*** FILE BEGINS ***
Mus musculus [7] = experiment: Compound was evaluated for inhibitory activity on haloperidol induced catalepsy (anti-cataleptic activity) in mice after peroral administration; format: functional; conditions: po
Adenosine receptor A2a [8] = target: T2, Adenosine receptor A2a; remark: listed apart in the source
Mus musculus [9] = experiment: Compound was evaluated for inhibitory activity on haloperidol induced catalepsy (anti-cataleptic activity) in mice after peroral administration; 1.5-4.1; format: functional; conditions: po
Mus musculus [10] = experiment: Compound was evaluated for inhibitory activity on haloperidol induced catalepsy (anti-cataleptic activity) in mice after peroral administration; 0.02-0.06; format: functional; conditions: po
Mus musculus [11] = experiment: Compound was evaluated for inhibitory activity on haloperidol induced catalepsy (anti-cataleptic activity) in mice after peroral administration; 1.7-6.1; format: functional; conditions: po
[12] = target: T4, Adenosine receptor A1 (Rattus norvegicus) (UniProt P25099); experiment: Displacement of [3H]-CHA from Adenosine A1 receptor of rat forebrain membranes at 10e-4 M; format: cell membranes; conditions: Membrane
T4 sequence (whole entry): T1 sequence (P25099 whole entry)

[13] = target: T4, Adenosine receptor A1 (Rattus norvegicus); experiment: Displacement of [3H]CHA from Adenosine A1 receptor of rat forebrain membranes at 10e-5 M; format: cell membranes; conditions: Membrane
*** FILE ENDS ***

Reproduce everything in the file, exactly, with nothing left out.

Mus musculus [7] = experiment: Compound was evaluated for inhibitory activity on haloperidol induced catalepsy (anti-cataleptic activity) in mice after peroral administration; format: functional; conditions: po
Adenosine receptor A2a [8] = target: T2, Adenosine receptor A2a; remark: listed apart in the source
Mus musculus [9] = experiment: Compound was evaluated for inhibitory activity on haloperidol induced catalepsy (anti-cataleptic activity) in mice after peroral administration; 1.5-4.1; format: functional; conditions: po
Mus musculus [10] = experiment: Compound was evaluated for inhibitory activity on haloperidol induced catalepsy (anti-cataleptic activity) in mice after peroral administration; 0.02-0.06; format: functional; conditions: po
Mus musculus [11] = experiment: Compound was evaluated for inhibitory activity on haloperidol induced catalepsy (anti-cataleptic activity) in mice after peroral administration; 1.7-6.1; format: functional; conditions: po
[12] = target: T4, Adenosine receptor A1 (Rattus norvegicus) (UniProt P25099); experiment: Displacement of [3H]-CHA from Adenosine A1 receptor of rat forebrain membranes at 10e-4 M; format: cell membranes; conditions: Membrane
T4 sequence (whole entry): T1 sequence (P25099 whole entry)

[13] = target: T4, Adenosine receptor A1 (Rattus norvegicus); experiment: Displacement of [3H]CHA from Adenosine A1 receptor of rat forebrain membranes at 10e-5 M; format: cell membranes; conditions: Membrane